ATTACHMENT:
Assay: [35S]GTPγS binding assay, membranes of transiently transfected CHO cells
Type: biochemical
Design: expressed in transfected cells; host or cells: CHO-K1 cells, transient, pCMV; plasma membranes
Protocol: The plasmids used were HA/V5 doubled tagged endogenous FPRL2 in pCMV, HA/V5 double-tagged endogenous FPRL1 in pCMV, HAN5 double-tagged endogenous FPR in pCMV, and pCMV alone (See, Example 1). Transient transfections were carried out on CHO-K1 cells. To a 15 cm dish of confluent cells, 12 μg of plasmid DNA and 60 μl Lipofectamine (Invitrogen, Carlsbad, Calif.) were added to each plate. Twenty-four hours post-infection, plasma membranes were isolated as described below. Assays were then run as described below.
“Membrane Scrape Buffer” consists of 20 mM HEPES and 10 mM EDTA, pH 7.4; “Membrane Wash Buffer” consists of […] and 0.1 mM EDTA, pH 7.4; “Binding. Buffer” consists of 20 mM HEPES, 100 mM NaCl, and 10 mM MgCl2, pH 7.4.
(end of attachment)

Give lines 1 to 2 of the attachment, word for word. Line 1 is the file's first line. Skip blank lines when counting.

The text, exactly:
Assay: [35S]GTPγS binding assay, membranes of transiently transfected CHO cells
Type: biochemical